When fashion designer Rhuigi Villaseñor immigrated to Los Angeles at the age of nine, he stood outside its sun-soaked gates wanting to understand the city’s velvet-stanchion-protected secrets. He’d grown up revering LA’s on-screen personality, watching Hollywood classics with his mother as they trotted the globe together following his father’s architecture practice. After his family’s hasty exit from Manila, Villaseñor acclimated to his new adopted hometown through meticulous observation, taking a special interest in what his peers were listening to, wearing, waiting for and dreaming of. His careful, verging on obsessive, eye for people watching fed the foundation for his brand, Rhude, which Villaseñor launched in 2015 to marshal the full forces of an already-established fan base. In the years prior to Rhude, the designer had found a niche dropping brandless (but sought-after) streetwear capsules to the online community he’d honed through extensive research and networking. His brand name, Rhude, gave formal shape to a concept years in the making.
Rhude’s first official collection, “Sugar Land,” named for the small Texas town, featured asymmetrically cut tees inscribed with slogans such as “American Spirit” and burned with cigarettes, almost-too-ripped jeans and fatigue-inflected basics in desert tones: a Spaghetti Western brought up to 2010s speed with hints of The Fast and the Furious. Launched alongside a short, docu-inspired film starring a gun-wielding military recruit, Villaseñor’s debut laid the groundwork for a cinematic alternative to LA’s notoriously anticlimactic fashion sense. Yet, at the time, only sites like Hypebeast were tuned in; Vogue Runway would show up later.
In 2021, however, Villaseñor is no longer on the outside looking in. According to a GQ profile from January, he is now effectively the main stage of LA fashion scene with advocates in every nook of its star-studded coasts. Seminal emcee, producer and collector Jay-Z is an outspoken devotee, appearing with the designer courtside in pre-COVID paparazzi snaps. I’ve also noticed that artist Arthur Jafa devotedly wears the designer’s first sunglass collaboration with Thierry Lasry: a set of chunky frames that set the eye like a jeweler might a precious stone—perhaps because I covet them too.
On a recent phone call, I asked what all this popularity means for Rhude, a brand that was conceived to foil, and even maybe roil, what had existed before. “We are growing up together, the fans and I,” Villaseñor says of his evolution over the eight past seasons. “I’m pushing them to dress in new ways and they are doing the same thing for me.” Youth is an acknowledged, central ingredient in Rhude’s bombastic formula. “The work you do before everyone puts you in a box is always the most radical. The work you do before they know you,” the designer states. “The other part is that I can’t be more experienced than I am and I’m trying to enjoy that. Ride that.”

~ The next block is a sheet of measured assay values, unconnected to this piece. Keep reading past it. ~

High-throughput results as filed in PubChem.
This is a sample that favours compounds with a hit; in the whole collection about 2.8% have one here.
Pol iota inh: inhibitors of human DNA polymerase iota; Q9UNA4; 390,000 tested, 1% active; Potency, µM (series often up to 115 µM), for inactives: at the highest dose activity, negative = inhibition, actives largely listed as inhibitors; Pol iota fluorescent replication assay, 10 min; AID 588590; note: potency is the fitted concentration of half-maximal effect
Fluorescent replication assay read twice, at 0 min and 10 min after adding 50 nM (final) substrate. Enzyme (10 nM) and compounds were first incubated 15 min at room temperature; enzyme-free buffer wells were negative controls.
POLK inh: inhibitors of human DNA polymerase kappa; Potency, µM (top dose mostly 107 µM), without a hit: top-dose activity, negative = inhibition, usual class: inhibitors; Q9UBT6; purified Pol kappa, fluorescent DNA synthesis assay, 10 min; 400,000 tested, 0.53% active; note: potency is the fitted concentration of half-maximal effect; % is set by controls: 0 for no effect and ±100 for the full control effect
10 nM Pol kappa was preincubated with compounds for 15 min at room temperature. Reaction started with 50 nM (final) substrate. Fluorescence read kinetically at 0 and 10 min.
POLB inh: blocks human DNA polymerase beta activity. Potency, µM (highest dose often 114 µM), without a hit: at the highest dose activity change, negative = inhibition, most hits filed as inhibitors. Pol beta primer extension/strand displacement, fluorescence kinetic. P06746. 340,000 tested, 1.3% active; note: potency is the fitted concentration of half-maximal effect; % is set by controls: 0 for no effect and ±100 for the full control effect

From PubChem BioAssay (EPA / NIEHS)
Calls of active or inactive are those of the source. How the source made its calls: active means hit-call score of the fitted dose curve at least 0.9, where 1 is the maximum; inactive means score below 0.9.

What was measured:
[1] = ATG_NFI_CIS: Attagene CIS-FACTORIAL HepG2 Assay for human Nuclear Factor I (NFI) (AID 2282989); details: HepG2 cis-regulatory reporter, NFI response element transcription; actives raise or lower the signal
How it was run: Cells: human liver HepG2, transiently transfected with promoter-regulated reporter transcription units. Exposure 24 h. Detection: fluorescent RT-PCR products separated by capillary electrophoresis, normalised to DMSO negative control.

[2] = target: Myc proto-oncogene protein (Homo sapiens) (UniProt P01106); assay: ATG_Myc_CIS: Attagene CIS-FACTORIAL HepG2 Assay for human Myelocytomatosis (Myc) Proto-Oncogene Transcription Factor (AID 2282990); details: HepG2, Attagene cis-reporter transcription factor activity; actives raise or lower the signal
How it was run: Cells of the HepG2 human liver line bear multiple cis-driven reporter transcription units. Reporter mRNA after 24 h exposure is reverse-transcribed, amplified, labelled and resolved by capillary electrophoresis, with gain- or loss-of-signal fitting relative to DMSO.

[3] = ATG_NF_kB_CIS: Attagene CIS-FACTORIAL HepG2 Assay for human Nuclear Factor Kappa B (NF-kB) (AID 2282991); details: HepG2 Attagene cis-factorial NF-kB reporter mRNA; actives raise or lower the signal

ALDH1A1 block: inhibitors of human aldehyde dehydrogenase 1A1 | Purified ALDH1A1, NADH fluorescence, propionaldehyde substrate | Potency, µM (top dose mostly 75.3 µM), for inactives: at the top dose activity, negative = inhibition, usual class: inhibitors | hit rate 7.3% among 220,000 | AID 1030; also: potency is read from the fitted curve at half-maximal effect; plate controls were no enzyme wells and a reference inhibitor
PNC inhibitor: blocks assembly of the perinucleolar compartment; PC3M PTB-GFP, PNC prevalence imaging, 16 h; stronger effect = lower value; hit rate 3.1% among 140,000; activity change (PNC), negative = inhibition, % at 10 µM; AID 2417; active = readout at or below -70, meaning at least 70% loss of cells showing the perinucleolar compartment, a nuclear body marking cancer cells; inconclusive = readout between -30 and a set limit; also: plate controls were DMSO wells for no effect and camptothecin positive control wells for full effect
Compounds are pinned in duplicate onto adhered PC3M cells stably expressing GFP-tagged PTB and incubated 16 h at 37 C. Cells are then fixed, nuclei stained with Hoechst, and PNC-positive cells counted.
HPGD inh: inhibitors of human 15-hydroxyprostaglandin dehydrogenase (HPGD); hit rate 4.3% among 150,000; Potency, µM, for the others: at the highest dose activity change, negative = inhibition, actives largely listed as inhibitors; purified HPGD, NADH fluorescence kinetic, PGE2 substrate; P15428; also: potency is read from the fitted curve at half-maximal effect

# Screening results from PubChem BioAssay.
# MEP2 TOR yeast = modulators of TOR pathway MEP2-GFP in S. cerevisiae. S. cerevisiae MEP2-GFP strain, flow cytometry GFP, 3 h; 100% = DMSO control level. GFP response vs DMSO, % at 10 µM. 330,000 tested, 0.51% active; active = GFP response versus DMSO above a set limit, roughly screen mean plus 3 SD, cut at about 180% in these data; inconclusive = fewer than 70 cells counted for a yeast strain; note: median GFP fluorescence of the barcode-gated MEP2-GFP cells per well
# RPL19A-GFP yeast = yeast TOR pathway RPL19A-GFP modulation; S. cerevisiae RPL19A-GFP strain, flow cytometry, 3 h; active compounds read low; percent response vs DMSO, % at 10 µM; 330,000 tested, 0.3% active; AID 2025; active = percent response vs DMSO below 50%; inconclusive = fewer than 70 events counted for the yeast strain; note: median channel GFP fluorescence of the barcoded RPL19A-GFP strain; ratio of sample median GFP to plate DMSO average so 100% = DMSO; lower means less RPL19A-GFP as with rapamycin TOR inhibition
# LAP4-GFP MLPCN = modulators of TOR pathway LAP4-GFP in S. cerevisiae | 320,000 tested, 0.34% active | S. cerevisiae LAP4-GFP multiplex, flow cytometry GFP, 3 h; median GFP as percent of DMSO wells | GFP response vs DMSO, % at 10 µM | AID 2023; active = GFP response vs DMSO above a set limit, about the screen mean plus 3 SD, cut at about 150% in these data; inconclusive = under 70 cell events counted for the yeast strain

The suspension of judgment seems critical to Villaseñor’s practice, because while he is constantly looking, the designer is reluctant to jump to conclusions. Instead, his objective is to understand the underpinnings of identity as expressed through personal style, or the lack thereof. “I never look at someone’s outfit and think, ‘That is bad,’” he says. “As a designer, my job is to understand why they might have chosen to wear something and to see if there is an opportunity to identify a new common denominator that I can take back into my world and then send something out that is better than what they initially chose.”
For LA’s purposefully homogeneous sweatpants-clad masses, Rhude has envisioned an entirely new canon of loungewear-to-the-touch pieces with more formal pretensions for the eyeballs. The vibe is always casual but elevates through A-list materialism—a quarantine emphasis for the designer that one can see play out in Rhude’s SS21 collection via sumptuous production details like double-faced cashmere and paradoxically tailored leather basketball shorts.
Coverage of Villaseñor’s meteoric rise has stressed the improbability of the designer’s trajectory into the gilded halls of luxury, and yet it seems only fitting that an American immigrant would have a better handle on the US’s cultural touchstones than those already indoctrinated—and no doubt blinded—by the seeming omnipotence of their own narrow experience. “It’s also my job to have my hand on the pulse,” Villaseñor says simply, adding, “You need to know the rules before you break them.” I imagine him as a kind of doctor, nursing LA fashion back to life alongside other candy stripers like Total Luxury Spa, No Sesso, Come Tees and The Elder Statesman. Progress is slow but steady.
With his city on the mend, I ask what comes next in the Rhude saga. I threw out the idea of a feature film. Try the Tom Ford door. The designer laughs. (I’m not the first person to ask.) He is already speaking in embargoes, consulting on a project he can’t name. Then, riffing off my idea, he throws out a joke about a Godfather remake starring Jay-Z. Why not?
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